Samuel Bowles and Herbert Gintis named Citati

Santa Fe Institute professors named Citation Laureates

Image: Samuel Bowles (L) and Herbert Gintis (R) were named Citation Laureates by Clarivate.
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Photo credit: Santa Fe Institute

Santa Fe Institute Professor Sam Bowles and Associate Professor Herb Gintis were selected by Clarivate’s Web of Science group as 2022 Citation Laureates “for providing evidence and models that expand our understanding of economic behavior, not just self-interest, but also reciprocity, altruism, and other forms of social cooperation.”

Bowles and Gintis have worked together since the late 1960s when, at a request from Dr. Martin Luther King Jr. responded when he began to include economic issues more in his activism. They published not only in economics, but also in biology, psychology, anthropology, and archaeology. Most notably, her 1976 work, Schooling in Capitalist America: Educational Reform and the Contradictions of Economic Life, has been published in multiple languages, and its English-language version has been cited more than 18,000 times.

Outside the traditional confines of economics, Bowles and Gintis have examined how our environments and cultures, and particularly how we earn our living, have shaped our social values—questions normally left to psychologists and sociologists. In her 2012 book, A Cooperative Species: The Evolution of Human ReciprocityThey provide models and evidence from population genetics, archaeology, and anthropology that suggest our “better angels”—altruism and ethical motivations—may have a genetic basis.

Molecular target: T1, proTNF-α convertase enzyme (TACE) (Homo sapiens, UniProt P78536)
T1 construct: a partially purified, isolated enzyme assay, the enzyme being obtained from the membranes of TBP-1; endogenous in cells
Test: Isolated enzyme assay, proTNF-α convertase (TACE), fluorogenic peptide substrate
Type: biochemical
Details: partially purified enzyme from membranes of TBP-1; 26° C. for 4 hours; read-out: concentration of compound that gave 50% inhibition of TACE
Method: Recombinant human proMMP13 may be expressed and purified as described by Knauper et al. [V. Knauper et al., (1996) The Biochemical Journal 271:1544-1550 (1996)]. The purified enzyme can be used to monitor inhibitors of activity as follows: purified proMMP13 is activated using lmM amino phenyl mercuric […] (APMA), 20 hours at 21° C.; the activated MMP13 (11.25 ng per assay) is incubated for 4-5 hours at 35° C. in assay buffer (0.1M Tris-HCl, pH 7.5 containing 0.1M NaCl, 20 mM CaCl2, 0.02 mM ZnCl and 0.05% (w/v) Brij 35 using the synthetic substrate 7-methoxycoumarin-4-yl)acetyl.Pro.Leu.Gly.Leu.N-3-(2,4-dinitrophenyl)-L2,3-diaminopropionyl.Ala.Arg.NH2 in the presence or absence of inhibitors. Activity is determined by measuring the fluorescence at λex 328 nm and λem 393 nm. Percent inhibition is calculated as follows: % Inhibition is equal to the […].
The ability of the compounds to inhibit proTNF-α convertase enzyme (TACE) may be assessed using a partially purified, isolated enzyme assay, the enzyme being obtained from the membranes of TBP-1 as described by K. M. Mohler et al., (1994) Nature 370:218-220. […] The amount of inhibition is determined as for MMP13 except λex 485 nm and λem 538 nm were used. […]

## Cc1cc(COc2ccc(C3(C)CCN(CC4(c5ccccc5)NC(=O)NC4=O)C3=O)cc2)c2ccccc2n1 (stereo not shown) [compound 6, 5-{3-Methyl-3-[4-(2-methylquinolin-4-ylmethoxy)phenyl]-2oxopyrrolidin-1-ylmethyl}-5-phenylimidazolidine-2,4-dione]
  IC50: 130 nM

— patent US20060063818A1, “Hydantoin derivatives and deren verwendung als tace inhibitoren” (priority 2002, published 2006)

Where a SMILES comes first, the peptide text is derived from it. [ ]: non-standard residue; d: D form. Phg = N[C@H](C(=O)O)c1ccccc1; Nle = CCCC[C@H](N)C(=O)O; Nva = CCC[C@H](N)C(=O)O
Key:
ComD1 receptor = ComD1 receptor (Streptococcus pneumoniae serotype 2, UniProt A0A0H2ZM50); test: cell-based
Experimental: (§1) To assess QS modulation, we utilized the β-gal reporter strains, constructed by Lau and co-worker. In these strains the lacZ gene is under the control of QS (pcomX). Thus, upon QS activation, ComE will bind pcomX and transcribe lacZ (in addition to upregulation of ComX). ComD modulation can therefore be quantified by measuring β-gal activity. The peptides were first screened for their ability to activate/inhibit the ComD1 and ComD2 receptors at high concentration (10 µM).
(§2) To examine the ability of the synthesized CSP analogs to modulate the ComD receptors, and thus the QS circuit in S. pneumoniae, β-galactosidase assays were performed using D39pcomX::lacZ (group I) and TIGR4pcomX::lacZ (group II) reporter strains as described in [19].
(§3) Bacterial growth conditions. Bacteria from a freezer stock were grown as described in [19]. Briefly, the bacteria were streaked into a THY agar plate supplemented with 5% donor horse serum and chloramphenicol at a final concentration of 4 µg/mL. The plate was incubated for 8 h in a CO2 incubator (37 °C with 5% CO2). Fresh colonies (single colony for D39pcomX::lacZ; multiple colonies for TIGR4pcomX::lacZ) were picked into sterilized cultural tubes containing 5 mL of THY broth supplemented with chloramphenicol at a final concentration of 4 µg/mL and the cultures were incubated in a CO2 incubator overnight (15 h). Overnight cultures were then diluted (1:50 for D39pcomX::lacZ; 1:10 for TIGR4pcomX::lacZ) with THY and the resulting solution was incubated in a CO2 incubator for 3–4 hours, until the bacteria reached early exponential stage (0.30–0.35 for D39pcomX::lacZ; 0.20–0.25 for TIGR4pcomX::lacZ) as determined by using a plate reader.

“Economists have embraced the amoral and selfish since John Stuart Mill Homo economius as a model of an economic agent. But nobody – including Mill – believed that people were really like that,” says Bowles. “In recent years, behavioral experiments conducted across world cultures and evolutionary game theory have added a new set of exotic-named economic agents homo altruisticus, Homo sameand Homo reciprocans.”

Bowles and Gintis join 18 other 2022 Citation Laureates from four countries. According to the Web of Science, the Laureate award honors world-class researchers whose work typically ranks in the top 0.01% of most cited publications – demonstrating research influence comparable to that of Nobel Laureates.

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